46 PRECIOUS STONES
lighter, or the darker, which has a blackish appearance. The pink
should be a deep, clean color, similar to a pink ruby, and the brown
should be a rich amber-brown.
The best diopsides are very similar to the fine green tourmaline.
Fine moonstones show a blue chatoyant light on a gray background.
desirable color in turquoise varies with fashion. At present it is the
tint known as robin's-egg blue. It should always be free from a chalky
appearance, white specks, or other evidence of matrix, and from the
greenish cast of color which is its most common fault. The color should
be even, and the surface show a high polish.
honey-color is favored by the greatest number of the admirers of the
Oriental cat's-eye, though apple-green, and a rich brown showing an
inner light of golden yellow, are preferred by many. The line of light,
in any case, must be sharply defined, passing straight over the centre
of the dome when presented squarely to the eye, and spreading as it is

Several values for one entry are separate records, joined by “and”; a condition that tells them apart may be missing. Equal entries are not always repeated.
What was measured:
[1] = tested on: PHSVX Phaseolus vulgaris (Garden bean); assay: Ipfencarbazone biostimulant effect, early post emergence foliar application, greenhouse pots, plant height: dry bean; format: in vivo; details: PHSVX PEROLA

rubies and sapphires are seldom of good color. Their beauty and value
depend mainly on the clearness and even distribution of the rays from
the centre of the dome.
the many stones of varied hues for which there is no standard, it can
be said only that individual taste must decide between them,
remembering always that a clean, rich, decided color, of whatever kind,
is preferable. This includes the fancy colored sapphires and spinels,
zircon, garnets, beryls, etc.
stones, especially of the more precious crystalline varieties, are
seldom perfect, but if the flaws or imperfections do not destroy the
brilliancy and distribution of color, they are not accounted of as much
importance as in the diamond. Rubies generally contain clusters of
light or dark-colored spots. Ragged cavities in the surface of the
stone are com-